Park Fiction is situated on a plot of land in the southern half of St. Pauli which has a view of the river and harbour. In the 1990s, the government was planning to sell this parcel of land to private developers who wanted to build condominiums on the lot. A group of residents in the neighbourhood believed that a park, accessible to all, should be built instead, but they had no legal recourse to take. Alongside the developer’s planning process, these residents began their own, a wish campaign, asking those in St. Pauli what they wanted to see in a park. They demonstrated, installed banners on the site declaring their wishes, opened the Golden Poodle Club nearby, a community-minded dance club and hangout spot, and developed a movement the politicians couldn’t ignore. The popularity of Park Fiction, even outside of St. Pauli, began to spread, which legitimated the movement, and the strong sense of community developing in the neighbourhood became visible. In 1997, through the network created by these actions, the government allowed Park Fiction to become a reality, and developed it according to the community’s wishes. Today, the park stands almost complete and always in use, a spot of green amidst the highly developed Bernhardt Nocht area, a testament to the community-minded residents of St. Pauli.
    In Vancouver, housing development of a similar sort has been taking place in the DTES for years. The demolition and redevelopment of the 1903 established Woodward’s building in 2006 marked the development frenzy leading into the 2010 Olympics in Vancouver, an event which sparked even higher housing prices and the further displacement of homeless and low-income residents of the DTES. In the spring months of 2011 another historic building in the neighbourhood was targeted for demolition – the Pantages theatre. Calling for social housing, the Downtown Eastside Neighbourhood Council (DNC) has rallied support for a 100% social housing development on the site of the theatre, instead of the condominium set to be built. During the demolition, the DNC brought attention to the unsafe work conditions of the site (for example, unsafely removing asbestos, neglecting to build proper scaffolding to protect passersby), causing the governmental organisation WorkSafe BC to shut it down. More than just a council, the DNC joins forces with other DTES groups such as the Vancouver Area Network of Drug Users (VANDU) and Pivot Legal Society to provide support to the residents of the neighbourhood. Creating a sense of community within this neighbourhood has helped enable demonstrations, actions, the street fair, and, in the case of the Pantages, the health and safety of the community.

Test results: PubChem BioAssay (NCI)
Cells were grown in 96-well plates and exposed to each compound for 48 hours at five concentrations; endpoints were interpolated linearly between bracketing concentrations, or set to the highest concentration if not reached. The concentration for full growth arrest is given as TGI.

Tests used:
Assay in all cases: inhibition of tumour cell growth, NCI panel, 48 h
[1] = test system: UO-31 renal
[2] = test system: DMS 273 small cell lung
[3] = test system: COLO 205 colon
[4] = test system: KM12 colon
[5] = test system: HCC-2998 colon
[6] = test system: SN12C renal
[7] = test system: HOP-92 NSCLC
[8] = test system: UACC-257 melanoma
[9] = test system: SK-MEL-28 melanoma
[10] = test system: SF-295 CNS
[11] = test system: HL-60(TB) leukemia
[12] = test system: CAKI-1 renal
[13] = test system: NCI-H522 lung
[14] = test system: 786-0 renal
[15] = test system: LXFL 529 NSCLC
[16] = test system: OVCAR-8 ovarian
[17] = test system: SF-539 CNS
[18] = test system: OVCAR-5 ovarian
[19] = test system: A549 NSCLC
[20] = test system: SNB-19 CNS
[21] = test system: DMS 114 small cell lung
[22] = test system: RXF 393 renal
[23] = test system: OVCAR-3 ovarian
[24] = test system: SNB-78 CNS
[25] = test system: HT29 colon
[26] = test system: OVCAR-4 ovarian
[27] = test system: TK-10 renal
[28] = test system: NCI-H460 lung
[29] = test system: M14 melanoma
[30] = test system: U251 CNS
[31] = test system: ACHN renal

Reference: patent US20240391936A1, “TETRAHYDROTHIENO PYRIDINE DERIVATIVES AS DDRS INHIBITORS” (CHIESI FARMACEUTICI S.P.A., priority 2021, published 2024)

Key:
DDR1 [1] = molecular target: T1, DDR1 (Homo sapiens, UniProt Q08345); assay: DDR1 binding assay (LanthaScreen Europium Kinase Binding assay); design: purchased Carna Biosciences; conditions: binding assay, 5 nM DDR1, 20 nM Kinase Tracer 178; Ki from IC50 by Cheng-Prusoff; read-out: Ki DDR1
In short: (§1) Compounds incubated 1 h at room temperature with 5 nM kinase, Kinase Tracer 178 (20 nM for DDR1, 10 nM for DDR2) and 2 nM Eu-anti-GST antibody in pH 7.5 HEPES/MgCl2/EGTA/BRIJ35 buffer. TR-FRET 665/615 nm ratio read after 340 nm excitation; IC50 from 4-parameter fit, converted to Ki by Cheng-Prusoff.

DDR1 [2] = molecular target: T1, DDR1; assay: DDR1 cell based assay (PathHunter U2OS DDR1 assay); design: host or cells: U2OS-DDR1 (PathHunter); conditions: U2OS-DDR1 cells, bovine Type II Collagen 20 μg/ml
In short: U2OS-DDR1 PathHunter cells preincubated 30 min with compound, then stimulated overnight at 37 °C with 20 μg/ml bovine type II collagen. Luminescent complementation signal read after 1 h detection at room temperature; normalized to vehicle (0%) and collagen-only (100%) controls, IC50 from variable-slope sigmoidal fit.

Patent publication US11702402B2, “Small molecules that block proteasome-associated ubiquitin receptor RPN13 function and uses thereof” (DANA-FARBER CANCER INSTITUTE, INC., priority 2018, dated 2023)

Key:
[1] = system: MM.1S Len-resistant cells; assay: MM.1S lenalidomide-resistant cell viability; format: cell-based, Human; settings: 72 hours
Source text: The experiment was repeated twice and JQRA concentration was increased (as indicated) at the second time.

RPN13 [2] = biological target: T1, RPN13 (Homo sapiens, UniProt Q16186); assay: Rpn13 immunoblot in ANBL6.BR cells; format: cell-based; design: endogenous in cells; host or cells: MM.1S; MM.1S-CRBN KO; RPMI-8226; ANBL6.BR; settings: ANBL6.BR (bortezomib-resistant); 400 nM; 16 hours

At issue in both these cases is not that a given area shouldn’t have affordable and safe housing options for its residents – it should – but that development in an area shouldn’t always be aimed at raising market value and thus displacing those who already call it home. Long-term residents of any neighbourhood feel responsible for their surroundings and their neighbours, and the examples in Vancouver and Hamburg show the variety of ways a community might fight back and change the course of their city planning and cultural surroundings. From the anti-development movement titled No-BNQ in Hamburg to the Local Area Planning Process initiated in the DTES, signs of hope are rising for these neighbourhoods. In the fight against expansive gentrification, each city might learn from the other, working together to create even stronger communities and develop cultural institutions that would offer rallying points for identification and dialogue with the city at large.